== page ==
The catalog contains 2 items. Drop search results and show the complete catalog.
|Henley, Pauline. Spenser in Ireland. [Presentation copy] First Edition. Cork, Cork University Press / Educational Co. of Ireland, 1928. Octavo. Frontispiece-Fold-Out-Map of Ireland, 231 pages. Original Hardcover. Some minor signs of foxing only. Otherwise in excellent condition with only minor signs of external wear. Signed and inscribed by Pauline Henley on the endpaper: “With every good wish to a devoted lover of Ireland, Mlle. Etiennette Beuque. Pauline Henley – July 21st, 1928”. In his book: A ‘Manly Study’?: Irish Women Historians 1868-1949, N. Smith writes that Pauline Henley had previously corresponded with Etienne Beuque in the same year when Mlle. Beuque, a french writer on contemporary irish history, had asked her about Terence MacSwiney. This book must have travelled with her response to France. Excellent association copy !
Chapters include: With Grey in Ireland / Spenser as an “Undertaker” / The Poet at Kilcolman / Further Irish Influences and Allusions / The Ruin of the Plantation / Spenser and Political Thought / The Poets Descendants / Map showing Spenser’s Grant /
Keywords: Irish Women Historian, Women and Literature, Women in History, Women in Irish History, Women in Irish Society, Women Writers
|O’Connor, Mrs. T.P. Herself – Ireland. With 24 Illustrations (Photographs) on Art Paper. [Ta coinnill na lasadh aca ar mo shon-sa]. First Edition. London, Hutchinson & Co., 1917. Large Octavo. Froontispiece with “Our Lady Window” by Harry Clarke and verso “The Customs House in Dublin”, XI, 300,  pages. Original Hardcover. Very good and firm condition with only minor signs of external wear. Some occasional signs of foxing only. With the lyrics and score of “The West’s Asleep” to the pastedwons of the book.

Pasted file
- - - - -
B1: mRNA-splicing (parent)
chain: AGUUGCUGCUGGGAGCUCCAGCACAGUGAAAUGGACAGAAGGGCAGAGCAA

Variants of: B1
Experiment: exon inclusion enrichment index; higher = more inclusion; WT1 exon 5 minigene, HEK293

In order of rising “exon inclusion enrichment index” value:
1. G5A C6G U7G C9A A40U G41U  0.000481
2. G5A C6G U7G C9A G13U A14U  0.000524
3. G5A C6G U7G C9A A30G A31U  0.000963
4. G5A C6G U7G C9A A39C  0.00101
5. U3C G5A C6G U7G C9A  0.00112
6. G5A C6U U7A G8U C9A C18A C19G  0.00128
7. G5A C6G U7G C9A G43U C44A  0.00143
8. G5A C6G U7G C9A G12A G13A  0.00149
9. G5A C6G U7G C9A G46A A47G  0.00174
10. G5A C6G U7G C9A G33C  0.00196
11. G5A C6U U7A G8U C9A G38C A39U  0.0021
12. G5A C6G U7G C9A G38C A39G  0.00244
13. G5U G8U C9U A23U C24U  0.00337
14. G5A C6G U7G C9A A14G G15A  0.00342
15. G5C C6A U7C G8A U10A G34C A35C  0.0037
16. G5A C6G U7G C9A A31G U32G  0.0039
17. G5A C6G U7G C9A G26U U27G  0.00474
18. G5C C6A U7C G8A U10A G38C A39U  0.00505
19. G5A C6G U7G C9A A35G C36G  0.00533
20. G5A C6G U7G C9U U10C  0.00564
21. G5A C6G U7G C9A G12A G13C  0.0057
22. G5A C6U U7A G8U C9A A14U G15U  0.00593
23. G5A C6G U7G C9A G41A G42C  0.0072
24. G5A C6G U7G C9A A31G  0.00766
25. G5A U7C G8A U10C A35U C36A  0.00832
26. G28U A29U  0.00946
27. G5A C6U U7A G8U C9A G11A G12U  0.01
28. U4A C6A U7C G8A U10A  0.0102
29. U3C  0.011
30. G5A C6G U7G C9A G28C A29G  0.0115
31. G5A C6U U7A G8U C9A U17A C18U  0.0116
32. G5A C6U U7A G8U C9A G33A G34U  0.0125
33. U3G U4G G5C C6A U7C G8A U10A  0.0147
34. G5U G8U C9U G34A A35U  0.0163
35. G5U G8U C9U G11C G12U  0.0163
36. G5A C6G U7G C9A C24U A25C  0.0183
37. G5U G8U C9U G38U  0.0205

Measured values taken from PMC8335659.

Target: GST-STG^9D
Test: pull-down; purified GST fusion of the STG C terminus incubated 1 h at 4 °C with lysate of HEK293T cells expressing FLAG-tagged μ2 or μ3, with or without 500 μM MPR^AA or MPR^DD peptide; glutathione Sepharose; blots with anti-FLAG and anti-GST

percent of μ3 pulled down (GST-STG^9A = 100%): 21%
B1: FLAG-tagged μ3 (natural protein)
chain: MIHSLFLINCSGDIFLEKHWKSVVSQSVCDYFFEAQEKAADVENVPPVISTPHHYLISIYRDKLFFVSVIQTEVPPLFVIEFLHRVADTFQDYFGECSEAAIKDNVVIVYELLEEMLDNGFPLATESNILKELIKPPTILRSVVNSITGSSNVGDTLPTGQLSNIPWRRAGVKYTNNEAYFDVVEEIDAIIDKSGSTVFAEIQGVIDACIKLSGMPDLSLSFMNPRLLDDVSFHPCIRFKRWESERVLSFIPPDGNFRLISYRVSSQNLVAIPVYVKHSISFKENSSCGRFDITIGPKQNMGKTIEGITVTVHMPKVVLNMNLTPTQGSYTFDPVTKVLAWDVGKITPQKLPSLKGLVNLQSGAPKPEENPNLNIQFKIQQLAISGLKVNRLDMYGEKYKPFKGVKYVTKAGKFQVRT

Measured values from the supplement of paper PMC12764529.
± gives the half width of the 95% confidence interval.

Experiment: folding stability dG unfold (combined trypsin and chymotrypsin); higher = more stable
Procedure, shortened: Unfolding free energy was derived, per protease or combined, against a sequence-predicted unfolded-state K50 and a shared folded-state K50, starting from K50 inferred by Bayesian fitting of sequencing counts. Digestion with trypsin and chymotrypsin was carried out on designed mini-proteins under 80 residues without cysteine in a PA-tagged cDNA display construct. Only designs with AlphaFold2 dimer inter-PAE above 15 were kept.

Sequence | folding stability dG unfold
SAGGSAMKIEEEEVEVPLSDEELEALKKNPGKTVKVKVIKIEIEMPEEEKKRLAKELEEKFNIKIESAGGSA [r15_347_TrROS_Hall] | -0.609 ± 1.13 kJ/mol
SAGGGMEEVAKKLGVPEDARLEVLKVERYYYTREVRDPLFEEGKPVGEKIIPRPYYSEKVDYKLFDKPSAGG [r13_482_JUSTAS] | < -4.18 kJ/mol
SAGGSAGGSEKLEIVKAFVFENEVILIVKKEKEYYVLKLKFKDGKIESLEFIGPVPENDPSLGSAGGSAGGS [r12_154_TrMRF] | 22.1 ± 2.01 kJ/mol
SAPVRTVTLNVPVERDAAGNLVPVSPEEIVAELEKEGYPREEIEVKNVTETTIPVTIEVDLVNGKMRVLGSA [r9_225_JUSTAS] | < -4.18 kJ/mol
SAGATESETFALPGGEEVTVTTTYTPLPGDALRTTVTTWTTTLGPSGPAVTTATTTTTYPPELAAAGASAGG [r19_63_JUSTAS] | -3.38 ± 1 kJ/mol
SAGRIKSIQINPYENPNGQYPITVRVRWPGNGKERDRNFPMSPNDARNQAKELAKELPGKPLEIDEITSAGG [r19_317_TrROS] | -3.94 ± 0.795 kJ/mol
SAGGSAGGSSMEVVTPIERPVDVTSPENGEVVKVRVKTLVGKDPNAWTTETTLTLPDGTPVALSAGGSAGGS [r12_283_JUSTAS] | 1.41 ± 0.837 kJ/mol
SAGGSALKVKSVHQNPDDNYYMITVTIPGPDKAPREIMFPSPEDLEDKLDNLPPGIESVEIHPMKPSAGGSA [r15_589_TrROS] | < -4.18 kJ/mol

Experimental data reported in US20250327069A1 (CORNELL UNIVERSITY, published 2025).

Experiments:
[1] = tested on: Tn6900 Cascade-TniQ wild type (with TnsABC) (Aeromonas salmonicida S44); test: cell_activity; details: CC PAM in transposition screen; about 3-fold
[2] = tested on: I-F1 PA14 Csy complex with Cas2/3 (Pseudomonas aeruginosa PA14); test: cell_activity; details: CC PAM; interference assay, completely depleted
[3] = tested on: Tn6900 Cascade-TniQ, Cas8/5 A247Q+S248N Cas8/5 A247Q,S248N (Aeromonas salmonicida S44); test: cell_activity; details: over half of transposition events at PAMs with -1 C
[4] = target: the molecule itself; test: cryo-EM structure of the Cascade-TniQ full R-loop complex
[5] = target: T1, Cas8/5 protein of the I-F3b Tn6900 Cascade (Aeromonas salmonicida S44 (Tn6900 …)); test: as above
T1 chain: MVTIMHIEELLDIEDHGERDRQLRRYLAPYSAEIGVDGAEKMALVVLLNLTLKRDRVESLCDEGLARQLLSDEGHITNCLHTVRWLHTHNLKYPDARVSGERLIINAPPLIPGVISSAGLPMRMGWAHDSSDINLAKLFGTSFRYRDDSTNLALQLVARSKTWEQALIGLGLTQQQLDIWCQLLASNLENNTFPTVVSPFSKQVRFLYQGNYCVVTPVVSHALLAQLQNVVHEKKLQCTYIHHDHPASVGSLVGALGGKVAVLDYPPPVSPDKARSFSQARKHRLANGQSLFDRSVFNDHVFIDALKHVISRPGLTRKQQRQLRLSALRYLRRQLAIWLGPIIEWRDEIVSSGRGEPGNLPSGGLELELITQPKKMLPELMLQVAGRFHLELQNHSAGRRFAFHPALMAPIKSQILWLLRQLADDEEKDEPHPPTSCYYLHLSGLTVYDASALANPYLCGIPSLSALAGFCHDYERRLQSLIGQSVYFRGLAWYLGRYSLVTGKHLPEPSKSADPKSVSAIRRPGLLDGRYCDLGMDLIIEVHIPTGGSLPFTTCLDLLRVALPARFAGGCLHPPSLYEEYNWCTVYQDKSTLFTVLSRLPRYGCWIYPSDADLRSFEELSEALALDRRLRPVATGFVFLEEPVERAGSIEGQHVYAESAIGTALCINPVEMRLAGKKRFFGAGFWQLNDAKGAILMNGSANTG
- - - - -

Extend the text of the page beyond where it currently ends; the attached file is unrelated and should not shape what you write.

From the introductory chapter “An Apology”: “Until I came to Ireland, the Irish question to me was a closed book, although I have heard it discussed for years. Now my opinions are, like the Faith of the people, clear and definite. It is not however of irish politics I have written, but of Ireland and the Irish, who in many ways resemble my own race, the people from the South. I have lived in England thirty years, and admire the English. I had not lived in Ireland thirty days before I loved the Irish. England appeals to the head. Ireland appeals to the heart. England is good for the body. Ireland is good for the soul. And whatever of bitterness or unforgivingness towards life I brought to these green shores is buried and put away for ever, by contact with people of indestructible Faith, unselfish purpose, and not only brave, but cheerful and even gay, endurance of poverty.” (Betty O’Connor)
Keywords: 20th century, Ireland travelled by a woman, Women and Literature, Women in History, Women in Irish History, Women in Irish Society, Women in Travel, Women Traveller, Women Writers
Entries 1–2 of 2
Back · Advance